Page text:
On this appeal, as in the trial court, petitioner argues that the doctrine of equitable estoppel should be applied to her case. Her basic contention is that the denial to her of benefits constituted an incorrect decision by the Department and, since this is so, estoppel should prevent the disallowance of her late appeal.
Petitioner relies on De Somov v. Unemployment Ins. Appeals Bd. (1974) 36 Cal. App. 3d 845 [112 Cal. Rptr. 159], a case interpreting section 1264 of the Unemployment Insurance Code. De Somov held that the married female claimant was entitled to benefits because she could show that she had contributed more than half her family's income over an extended period of time prior to filing for benefits, despite the fact that her husband was providing, in limited fashion, the only family income at the time the benefits were sought. De Somov was followed by Boren v. Department of Employment Development (1976) 59 Cal. App. 3d 250 [130 Cal. Rptr. 683], which declared section 1264 invalid on constitutional grounds, i.e., because it denied equal protection of the laws to female applicants for unemployment insurance benefits.
In 1974, however, at the time petitioner applied for benefits, De Somov was the current applicable decision interpreting section 1264, and had been a final decision for some months; the Department was bound to follow it. Petitioner argues that had the Department followed the interpretation of section 1264 set forth in De Somov, she would have received her benefits.
We note that the Department interviewer who determined that petitioner was not entitled to benefits gave, in addition to the "major support" reason, a second reason for denial, relating to petitioner's availability for work. However, we assume, arguendo, that petitioner is correct in asserting that she was wrongfully denied benefits. In seeking to apply the doctrine of equitable estoppel, petitioner refers us to City of Long Beach v. Mansell (1970) 3 Cal. 3d 462 [91 Cal. Rptr. 23, 476 P.2d 423], setting forth that "'[g]enerally speaking, four elements must be present in order to apply the doctrine of equitable estoppel: (1) the party to be estopped must be apprised of the facts; (2) he must intend that his conduct shall be acted upon, or must so act that the party asserting the [65 Cal. App. 3d 721] estoppel had a right to believe it was so intended; (3) the other party must be ignorant of the true state of facts; and (4) he must rely upon the conduct to his injury.'" (Mansell, supra, 3 Cal. 3d 462, at p. 489.) The principle is well established that "'[t]he doctrine of equitable estoppel may be applied against the government where justice and right require it. [Citations.]' Correlative to this general rule, however, is the well-established proposition that an estoppel will not be applied against the government if to do so would effectively nullify 'a strong rule of policy, adopted for the benefit of the public. ...'" (Mansell, supra, 3 Cal. 3d 462, at p. 493.)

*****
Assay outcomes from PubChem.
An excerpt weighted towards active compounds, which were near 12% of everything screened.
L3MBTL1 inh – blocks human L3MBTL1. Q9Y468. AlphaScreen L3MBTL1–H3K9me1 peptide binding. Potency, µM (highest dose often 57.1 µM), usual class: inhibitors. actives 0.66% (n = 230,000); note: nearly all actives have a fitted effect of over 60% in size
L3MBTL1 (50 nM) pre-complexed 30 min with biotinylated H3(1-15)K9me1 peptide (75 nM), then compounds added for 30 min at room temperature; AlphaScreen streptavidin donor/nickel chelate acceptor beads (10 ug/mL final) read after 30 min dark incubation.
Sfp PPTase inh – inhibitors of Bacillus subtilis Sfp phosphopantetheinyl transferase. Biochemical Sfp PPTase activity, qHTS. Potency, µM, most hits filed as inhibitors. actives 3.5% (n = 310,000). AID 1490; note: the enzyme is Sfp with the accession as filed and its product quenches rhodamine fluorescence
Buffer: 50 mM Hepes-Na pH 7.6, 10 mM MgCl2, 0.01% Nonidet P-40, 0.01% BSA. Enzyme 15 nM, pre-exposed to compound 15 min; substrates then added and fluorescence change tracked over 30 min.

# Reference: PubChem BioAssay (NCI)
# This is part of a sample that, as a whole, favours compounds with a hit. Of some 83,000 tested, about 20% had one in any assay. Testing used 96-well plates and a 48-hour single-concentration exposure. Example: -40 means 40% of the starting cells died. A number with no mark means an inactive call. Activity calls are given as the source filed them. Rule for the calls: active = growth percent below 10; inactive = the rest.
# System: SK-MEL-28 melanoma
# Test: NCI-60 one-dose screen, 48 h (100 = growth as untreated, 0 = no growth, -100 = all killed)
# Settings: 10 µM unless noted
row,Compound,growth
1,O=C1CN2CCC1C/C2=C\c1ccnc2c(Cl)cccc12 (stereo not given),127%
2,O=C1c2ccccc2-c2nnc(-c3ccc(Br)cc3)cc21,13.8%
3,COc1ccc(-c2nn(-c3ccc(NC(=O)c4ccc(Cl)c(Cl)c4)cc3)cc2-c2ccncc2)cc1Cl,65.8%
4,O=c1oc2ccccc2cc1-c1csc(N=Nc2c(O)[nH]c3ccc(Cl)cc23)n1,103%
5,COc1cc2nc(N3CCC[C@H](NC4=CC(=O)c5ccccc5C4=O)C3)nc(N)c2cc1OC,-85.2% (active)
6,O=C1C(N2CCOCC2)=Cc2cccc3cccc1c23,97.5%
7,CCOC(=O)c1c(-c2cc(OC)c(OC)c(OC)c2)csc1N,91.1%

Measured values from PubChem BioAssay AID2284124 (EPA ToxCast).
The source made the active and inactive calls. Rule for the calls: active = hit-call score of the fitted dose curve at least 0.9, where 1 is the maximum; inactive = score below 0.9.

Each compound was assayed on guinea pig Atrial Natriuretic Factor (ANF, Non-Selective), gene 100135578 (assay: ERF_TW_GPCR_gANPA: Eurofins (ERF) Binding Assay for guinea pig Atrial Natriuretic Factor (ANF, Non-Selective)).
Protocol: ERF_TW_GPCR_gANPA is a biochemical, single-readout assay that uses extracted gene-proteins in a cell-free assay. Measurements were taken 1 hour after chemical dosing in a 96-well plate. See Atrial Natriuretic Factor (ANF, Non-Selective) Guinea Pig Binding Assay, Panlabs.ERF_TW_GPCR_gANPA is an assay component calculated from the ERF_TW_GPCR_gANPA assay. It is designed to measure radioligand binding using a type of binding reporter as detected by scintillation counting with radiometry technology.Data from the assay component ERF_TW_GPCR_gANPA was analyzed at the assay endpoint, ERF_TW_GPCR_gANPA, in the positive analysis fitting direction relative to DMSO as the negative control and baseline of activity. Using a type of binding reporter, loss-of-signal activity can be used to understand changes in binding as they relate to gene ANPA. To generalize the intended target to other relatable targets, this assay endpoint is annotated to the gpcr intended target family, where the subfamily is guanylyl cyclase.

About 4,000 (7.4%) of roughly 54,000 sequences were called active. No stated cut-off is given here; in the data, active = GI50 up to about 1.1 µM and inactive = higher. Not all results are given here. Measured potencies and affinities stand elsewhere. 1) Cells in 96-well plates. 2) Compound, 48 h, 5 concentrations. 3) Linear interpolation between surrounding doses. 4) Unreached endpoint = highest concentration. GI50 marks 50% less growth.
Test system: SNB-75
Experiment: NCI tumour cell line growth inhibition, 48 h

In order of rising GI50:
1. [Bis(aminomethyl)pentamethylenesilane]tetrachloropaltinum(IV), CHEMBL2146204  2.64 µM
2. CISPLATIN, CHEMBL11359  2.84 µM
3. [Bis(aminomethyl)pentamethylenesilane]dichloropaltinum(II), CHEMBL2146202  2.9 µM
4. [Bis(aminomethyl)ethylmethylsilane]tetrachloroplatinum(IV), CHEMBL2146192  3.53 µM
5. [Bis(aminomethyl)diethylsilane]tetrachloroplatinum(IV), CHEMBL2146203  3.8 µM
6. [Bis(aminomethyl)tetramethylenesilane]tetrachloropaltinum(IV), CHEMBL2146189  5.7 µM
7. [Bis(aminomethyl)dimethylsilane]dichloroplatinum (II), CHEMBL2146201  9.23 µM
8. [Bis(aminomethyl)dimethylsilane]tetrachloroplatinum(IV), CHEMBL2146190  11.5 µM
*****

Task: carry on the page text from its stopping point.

Respondent Board takes the position that the "facts" of which the government was or should have been aware concerned petitioner's appeal rights, rather than her right to benefits, and that as petitioner was not misled as to those rights, equitable estoppel elements are not present in the case at bench.
Petitioner contends that she was misled as to the legality of her claim for benefits by the Department, which had a duty to apply the law correctly; that she was ignorant of the correct legal interpretation of section 1264; and that she relied upon the Departmental determination to her injury, i.e., the disallowance of her late appeal.